changing at every level. It was a crushing blow to me personally, when
this really hit home: there is no going back, there is only accepting
what we have become and making this work for us... us homo... what?
perhaps homo connectivus.
All this change sneaks up on us, though. Somehow we still function
as though parts of our minds and being were in the mid-1800s... or
800s... or 2800 B.C.E. With our changing world and the increased amount
of abstraction we are forced to deal with, I think we tend to seek safe
harbor in the human past. However, with each generation, artists,
poets, and musicians have been egging us onwards. Trying to tune our
ears, eyes, hearts, and minds to the demands that will be increasingly
made upon us and future generations.
Which brings me closer to the point of this whole thing. At the
beginning, I said how I think I am beginning to understand the open
source movement, a movement that, as one of its mottos, says "Use the
Source, Luke." The only way I was able to start getting it was through
Now mind you, open source was condemned to failure by some of the
biggest business minds in the world. It has baffled people for years:
how can it continue to exist? How does it grow? There is no money, what
is the economic model for this headless behemoth?
The secret of the open source community is that it works like a
brain. There is no ultimate hierarchy in a collection of billions of
neurons (perhaps an emerging pre-consciousness though?). More
importantly, it doesn't matter how many sick, unhealthy cells there are
in it (within obvious limits). If a set of neurons that were a major
conduit for certain signals break down, the signals get rerouted. The
brain is a highly redundant, fault-tolerant network.
The open source community is composed of millions of individuals all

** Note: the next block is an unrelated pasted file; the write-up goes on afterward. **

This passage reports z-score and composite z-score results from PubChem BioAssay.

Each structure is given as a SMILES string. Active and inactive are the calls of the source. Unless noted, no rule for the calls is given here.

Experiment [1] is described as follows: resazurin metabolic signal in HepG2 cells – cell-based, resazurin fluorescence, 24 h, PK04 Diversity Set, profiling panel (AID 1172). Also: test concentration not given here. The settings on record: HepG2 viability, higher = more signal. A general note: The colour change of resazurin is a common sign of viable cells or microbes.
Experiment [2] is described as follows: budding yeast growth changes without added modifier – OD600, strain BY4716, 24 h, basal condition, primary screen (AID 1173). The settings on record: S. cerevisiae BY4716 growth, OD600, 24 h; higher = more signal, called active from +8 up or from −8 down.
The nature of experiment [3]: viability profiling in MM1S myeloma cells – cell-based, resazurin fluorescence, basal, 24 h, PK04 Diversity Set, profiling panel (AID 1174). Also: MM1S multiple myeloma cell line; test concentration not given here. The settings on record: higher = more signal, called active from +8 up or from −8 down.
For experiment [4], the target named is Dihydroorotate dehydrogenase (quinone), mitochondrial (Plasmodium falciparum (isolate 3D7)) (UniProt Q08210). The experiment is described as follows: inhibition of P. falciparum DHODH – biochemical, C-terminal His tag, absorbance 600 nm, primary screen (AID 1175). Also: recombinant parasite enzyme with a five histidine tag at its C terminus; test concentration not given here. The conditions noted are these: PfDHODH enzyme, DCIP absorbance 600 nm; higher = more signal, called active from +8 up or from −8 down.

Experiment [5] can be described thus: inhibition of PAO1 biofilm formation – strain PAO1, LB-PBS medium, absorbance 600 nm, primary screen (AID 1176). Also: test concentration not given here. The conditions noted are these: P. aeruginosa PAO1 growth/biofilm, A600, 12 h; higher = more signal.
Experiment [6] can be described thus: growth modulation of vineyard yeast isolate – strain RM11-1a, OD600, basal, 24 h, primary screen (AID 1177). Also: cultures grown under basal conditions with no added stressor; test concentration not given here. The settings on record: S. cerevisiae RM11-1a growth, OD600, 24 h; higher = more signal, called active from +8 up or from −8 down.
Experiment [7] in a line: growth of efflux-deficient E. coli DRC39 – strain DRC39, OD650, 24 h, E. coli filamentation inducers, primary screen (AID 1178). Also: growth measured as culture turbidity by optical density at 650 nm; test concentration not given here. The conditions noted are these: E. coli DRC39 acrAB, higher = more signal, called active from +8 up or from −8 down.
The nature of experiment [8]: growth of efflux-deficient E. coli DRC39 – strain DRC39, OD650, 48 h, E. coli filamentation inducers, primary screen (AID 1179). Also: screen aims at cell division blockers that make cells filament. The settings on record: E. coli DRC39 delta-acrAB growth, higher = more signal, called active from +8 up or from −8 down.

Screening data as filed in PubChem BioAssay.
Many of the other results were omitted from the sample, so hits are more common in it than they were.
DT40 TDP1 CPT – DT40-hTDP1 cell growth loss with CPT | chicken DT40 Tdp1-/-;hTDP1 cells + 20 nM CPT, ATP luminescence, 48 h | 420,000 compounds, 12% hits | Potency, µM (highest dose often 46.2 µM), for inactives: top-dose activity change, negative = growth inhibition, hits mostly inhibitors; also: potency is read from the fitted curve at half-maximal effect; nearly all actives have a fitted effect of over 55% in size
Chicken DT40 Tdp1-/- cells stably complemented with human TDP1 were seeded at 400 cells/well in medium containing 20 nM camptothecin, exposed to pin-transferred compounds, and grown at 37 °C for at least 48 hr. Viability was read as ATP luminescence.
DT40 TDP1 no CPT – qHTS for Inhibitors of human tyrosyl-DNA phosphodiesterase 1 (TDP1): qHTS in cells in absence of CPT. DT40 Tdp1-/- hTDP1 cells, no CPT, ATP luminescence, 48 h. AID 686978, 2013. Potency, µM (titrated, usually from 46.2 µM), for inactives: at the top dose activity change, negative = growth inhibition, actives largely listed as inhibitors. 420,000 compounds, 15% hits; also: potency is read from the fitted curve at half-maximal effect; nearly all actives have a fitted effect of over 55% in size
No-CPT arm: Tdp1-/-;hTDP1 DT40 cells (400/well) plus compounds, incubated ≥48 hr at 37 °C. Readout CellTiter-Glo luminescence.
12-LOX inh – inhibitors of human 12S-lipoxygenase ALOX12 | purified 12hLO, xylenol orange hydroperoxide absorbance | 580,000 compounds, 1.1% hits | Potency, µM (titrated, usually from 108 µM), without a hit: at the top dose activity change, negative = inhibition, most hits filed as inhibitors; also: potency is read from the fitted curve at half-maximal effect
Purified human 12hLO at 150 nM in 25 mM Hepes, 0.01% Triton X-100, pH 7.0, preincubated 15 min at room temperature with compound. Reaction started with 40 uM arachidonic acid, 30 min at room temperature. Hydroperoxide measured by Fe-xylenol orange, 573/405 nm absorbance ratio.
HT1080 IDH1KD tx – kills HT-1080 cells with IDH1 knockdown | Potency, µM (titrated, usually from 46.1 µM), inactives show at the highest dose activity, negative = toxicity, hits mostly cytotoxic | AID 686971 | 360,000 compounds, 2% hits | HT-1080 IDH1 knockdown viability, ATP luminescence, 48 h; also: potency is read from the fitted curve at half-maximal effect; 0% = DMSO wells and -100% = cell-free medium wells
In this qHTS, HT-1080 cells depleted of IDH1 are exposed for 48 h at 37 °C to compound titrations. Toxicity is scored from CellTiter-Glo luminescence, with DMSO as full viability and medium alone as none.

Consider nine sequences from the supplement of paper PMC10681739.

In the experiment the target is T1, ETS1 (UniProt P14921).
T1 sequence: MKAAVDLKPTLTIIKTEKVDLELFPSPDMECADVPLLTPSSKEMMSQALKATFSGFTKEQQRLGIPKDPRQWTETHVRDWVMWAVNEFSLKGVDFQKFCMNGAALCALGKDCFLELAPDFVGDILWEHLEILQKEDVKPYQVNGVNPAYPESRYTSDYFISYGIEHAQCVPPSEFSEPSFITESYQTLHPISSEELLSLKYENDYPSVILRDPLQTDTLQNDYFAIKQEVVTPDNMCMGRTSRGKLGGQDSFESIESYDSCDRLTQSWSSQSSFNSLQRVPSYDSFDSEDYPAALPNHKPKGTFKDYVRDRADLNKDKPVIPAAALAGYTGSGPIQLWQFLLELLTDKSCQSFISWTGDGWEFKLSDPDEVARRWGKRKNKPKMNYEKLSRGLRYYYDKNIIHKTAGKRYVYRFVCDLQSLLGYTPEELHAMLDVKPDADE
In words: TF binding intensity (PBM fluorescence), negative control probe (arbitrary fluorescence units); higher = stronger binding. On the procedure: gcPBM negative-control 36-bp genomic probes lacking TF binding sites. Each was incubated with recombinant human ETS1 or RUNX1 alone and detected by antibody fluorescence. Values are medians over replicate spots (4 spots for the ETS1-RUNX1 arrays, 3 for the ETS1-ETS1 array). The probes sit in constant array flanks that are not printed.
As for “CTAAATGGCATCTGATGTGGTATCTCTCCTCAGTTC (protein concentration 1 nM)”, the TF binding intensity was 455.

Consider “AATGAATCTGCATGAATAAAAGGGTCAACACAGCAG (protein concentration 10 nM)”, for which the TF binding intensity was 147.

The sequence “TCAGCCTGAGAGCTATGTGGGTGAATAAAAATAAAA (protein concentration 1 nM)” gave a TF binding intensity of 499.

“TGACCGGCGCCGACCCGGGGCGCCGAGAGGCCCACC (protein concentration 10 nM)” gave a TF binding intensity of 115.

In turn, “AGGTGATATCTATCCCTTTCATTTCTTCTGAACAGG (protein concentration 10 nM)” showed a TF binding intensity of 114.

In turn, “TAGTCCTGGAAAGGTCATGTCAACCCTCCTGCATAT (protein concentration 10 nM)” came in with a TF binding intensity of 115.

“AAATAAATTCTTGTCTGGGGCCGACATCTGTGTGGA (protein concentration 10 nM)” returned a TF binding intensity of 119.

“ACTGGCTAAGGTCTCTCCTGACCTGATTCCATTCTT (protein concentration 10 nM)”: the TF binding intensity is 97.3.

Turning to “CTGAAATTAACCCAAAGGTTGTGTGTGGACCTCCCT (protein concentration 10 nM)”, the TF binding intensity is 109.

over the globe. I work on projects with team members having multiple
PhDs, members who are university students, high school students and
middle schoolers, musicians, mathematicians, psychologists, blue-colors
workers, etc. The community is becoming all-pervasive. It is one of the
most tolerant, accepting, healthy and helpful communities I have ever
been involved in.
But that didn't make sense, when I thought about it. I *know* some
of those people, and many are not healthy, and some are down-right
mean. After thinking about it, I realized that the best way to consider
it was via an abstraction: Graph Theory from mathematics. Graph Theory
has nothing to do with pictures: many graph theoretic problems focus on
network connections and traversals. Weighted values. Navigating through
a "problem space" with the least expenditure of energy. Companies like
FedEx use graph theory calculations to determine the
fastest/cheapest/most productive delivery routes.
Communities with lots of members form vast networks. People are
nodes on the network and any possible means of interacting with those
people are the connections between the nodes. If someone in the open
source community treats me like shit, I don't get bent our of shape. I
make a mental note, and maybe tell my friends what a dick that person
is (thus giving that node a negative weight with less chance of
traversal). But I then try to find an alternate path to the information
I need or the information I need to share. Over time, I discover
faster, more efficient, path ways of interaction that improve my
quality of life while interacting with other members of the community.
This may seem like a cold distillation, but I am not trying to